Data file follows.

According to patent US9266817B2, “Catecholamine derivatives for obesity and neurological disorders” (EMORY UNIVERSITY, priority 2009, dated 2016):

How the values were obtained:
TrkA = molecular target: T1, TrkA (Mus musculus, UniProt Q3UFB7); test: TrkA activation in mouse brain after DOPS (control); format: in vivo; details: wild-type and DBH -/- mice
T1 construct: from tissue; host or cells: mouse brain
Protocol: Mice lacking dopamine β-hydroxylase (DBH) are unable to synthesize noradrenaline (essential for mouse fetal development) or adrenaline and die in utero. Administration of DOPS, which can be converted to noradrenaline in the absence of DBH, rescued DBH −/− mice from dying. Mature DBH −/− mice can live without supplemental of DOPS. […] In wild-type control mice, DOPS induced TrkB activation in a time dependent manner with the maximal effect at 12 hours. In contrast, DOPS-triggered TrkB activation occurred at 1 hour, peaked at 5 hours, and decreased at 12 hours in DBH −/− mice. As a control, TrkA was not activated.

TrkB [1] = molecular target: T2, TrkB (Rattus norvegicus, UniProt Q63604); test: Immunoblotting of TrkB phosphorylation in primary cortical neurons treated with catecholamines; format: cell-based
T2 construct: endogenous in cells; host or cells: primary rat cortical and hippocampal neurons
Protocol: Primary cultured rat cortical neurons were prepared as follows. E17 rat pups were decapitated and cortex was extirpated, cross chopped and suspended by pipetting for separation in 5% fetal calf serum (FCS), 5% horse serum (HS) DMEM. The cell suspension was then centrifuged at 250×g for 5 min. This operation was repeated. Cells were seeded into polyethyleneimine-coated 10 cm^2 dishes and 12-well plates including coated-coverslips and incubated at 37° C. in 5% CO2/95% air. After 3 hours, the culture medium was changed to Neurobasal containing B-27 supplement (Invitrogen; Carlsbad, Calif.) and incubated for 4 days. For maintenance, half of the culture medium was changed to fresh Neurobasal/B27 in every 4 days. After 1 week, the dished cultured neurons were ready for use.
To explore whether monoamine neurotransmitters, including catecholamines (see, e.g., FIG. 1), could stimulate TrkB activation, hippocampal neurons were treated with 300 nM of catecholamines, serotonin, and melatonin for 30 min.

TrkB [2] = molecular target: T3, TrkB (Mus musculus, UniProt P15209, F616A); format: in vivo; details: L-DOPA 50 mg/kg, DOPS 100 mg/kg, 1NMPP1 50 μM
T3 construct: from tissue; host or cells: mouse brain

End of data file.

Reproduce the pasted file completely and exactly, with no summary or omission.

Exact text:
According to patent US9266817B2, “Catecholamine derivatives for obesity and neurological disorders” (EMORY UNIVERSITY, priority 2009, dated 2016):

How the values were obtained:
TrkA = molecular target: T1, TrkA (Mus musculus, UniProt Q3UFB7); test: TrkA activation in mouse brain after DOPS (control); format: in vivo; details: wild-type and DBH -/- mice
T1 construct: from tissue; host or cells: mouse brain
Protocol: Mice lacking dopamine β-hydroxylase (DBH) are unable to synthesize noradrenaline (essential for mouse fetal development) or adrenaline and die in utero. Administration of DOPS, which can be converted to noradrenaline in the absence of DBH, rescued DBH −/− mice from dying. Mature DBH −/− mice can live without supplemental of DOPS. […] In wild-type control mice, DOPS induced TrkB activation in a time dependent manner with the maximal effect at 12 hours. In contrast, DOPS-triggered TrkB activation occurred at 1 hour, peaked at 5 hours, and decreased at 12 hours in DBH −/− mice. As a control, TrkA was not activated.

TrkB [1] = molecular target: T2, TrkB (Rattus norvegicus, UniProt Q63604); test: Immunoblotting of TrkB phosphorylation in primary cortical neurons treated with catecholamines; format: cell-based
T2 construct: endogenous in cells; host or cells: primary rat cortical and hippocampal neurons
Protocol: Primary cultured rat cortical neurons were prepared as follows. E17 rat pups were decapitated and cortex was extirpated, cross chopped and suspended by pipetting for separation in 5% fetal calf serum (FCS), 5% horse serum (HS) DMEM. The cell suspension was then centrifuged at 250×g for 5 min. This operation was repeated. Cells were seeded into polyethyleneimine-coated 10 cm^2 dishes and 12-well plates including coated-coverslips and incubated at 37° C. in 5% CO2/95% air. After 3 hours, the culture medium was changed to Neurobasal containing B-27 supplement (Invitrogen; Carlsbad, Calif.) and incubated for 4 days. For maintenance, half of the culture medium was changed to fresh Neurobasal/B27 in every 4 days. After 1 week, the dished cultured neurons were ready for use.
To explore whether monoamine neurotransmitters, including catecholamines (see, e.g., FIG. 1), could stimulate TrkB activation, hippocampal neurons were treated with 300 nM of catecholamines, serotonin, and melatonin for 30 min.

TrkB [2] = molecular target: T3, TrkB (Mus musculus, UniProt P15209, F616A); format: in vivo; details: L-DOPA 50 mg/kg, DOPS 100 mg/kg, 1NMPP1 50 μM
T3 construct: from tissue; host or cells: mouse brain